The coronavirus pandemic and the economic downturn it has caused disproportionately affects the neediest Marylanders and communities of color.
Even as some restrictions on business and social activity are lifting, the economy is slow to bounce back. Just last week the number of first-time unemployment claims in Maryland nearly doubled.
| Unemployment Rate
|Pre-COVID (Feb. 2020)
|Current (Aug 2020)
|Rate % Change
With recovery seemingly stalled, data show more people in Maryland and nationwide have come to rely on our country’s social and health care safety net during this crisis. That includes Medicaid—the country’s largest and fastest growing safety net program—as well as nutritional assistance and unemployment insurance.
Data from the Centers for Medicare & Medicaid Services show that between February—the month before a public health emergency was declared—and June, Medicaid and the Children’s Health Insurance Program (CHIP) enrollment nationwide rose by more than 4 million, or almost 5.7%. Adult enrollment in Medicaid jumped by 7.2%, and child enrollment in Medicaid and CHIP climbed 4.1%.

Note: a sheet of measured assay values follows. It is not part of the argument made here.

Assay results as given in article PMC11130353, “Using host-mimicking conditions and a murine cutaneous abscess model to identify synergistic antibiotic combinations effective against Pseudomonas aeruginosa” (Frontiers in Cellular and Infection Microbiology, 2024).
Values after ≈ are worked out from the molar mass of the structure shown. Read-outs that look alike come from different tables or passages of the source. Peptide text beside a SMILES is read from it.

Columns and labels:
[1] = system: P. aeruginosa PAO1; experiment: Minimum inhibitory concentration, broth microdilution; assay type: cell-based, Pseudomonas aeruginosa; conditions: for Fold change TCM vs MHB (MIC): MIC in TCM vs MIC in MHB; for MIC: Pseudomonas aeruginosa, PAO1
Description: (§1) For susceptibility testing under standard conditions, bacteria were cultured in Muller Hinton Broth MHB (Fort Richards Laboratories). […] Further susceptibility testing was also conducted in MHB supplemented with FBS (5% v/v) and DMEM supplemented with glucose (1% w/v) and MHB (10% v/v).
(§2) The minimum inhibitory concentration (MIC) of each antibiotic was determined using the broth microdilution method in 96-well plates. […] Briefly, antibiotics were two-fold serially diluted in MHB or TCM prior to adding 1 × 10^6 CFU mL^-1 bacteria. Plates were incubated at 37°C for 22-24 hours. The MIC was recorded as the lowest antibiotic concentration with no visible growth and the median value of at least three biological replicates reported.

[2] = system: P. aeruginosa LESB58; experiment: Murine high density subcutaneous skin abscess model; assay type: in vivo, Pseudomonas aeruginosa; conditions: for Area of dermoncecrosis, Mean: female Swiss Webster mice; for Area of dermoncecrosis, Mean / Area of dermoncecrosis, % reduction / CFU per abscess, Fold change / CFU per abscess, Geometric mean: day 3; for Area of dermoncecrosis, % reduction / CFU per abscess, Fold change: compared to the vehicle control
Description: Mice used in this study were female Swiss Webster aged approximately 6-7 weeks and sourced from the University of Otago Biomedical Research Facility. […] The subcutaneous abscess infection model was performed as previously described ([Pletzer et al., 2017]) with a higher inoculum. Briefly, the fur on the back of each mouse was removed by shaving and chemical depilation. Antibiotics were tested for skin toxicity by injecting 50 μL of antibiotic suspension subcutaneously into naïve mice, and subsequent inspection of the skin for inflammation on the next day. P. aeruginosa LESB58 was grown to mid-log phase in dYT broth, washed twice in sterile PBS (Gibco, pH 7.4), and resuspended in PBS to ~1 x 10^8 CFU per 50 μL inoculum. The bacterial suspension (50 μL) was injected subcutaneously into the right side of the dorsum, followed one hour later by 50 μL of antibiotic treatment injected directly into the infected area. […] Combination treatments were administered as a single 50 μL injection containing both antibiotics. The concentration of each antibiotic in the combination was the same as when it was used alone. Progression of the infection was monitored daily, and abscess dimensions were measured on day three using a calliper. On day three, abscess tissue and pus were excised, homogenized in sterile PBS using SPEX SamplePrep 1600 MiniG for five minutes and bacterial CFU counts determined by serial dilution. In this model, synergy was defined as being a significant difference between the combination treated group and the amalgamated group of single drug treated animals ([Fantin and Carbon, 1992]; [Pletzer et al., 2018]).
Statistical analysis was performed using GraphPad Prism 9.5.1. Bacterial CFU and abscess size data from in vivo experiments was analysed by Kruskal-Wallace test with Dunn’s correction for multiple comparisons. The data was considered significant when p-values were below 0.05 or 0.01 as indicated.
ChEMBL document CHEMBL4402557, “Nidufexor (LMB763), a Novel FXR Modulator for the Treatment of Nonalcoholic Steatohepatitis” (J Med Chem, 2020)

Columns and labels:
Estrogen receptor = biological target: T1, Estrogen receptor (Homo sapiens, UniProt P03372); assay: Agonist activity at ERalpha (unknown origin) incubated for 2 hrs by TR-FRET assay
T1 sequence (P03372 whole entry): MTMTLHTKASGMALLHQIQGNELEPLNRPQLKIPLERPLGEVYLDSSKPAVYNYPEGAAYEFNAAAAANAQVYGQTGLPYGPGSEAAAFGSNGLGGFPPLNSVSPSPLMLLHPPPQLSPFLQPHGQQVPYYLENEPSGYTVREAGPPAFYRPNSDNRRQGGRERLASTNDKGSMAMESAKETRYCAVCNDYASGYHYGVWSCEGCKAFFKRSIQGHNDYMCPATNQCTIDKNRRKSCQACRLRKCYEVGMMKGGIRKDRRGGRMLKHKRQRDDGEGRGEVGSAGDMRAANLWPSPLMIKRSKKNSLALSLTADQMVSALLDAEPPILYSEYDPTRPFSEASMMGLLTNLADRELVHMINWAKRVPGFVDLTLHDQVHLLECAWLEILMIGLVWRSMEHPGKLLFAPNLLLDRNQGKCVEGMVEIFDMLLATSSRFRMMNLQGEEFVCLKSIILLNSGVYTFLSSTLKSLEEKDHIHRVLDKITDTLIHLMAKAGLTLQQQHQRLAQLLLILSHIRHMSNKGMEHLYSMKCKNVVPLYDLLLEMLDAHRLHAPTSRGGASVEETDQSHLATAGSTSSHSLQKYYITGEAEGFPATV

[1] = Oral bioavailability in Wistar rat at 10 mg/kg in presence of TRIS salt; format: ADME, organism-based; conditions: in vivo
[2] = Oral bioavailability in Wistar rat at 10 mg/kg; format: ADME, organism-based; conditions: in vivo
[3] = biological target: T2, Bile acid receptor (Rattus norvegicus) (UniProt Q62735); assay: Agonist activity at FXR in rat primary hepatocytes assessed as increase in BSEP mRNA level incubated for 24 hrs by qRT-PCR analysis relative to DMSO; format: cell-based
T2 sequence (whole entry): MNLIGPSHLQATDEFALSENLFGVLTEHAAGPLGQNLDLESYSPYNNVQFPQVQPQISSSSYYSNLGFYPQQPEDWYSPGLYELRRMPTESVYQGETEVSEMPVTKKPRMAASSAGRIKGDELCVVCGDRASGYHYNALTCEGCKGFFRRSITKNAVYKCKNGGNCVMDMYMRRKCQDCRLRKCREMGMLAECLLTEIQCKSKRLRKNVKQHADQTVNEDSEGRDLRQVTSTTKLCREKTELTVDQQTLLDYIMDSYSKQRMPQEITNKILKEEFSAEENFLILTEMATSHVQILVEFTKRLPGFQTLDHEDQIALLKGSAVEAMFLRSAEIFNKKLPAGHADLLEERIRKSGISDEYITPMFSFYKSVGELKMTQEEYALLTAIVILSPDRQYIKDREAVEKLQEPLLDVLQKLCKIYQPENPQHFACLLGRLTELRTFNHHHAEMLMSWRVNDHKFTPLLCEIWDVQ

The impact in Maryland has been less severe than in other states, yet there is cause for concern.
In June, Gov. Larry Hogan proposed eliminating a planned 4% rate increase for Maryland’s Medicaid providers. This proposal was ultimately punted to the legislature for consideration in 2021. MHA will strenuously oppose such a takeaway. It is an MHA legislative priority to enhance access, improve health equity, and support a robust health care workforce through these critically important state investments.
Our health care practitioners remain hard at work on the front lines of a global pandemic. They should not have the added burden of inadequate payment for delivering care to families in need.
President & CEO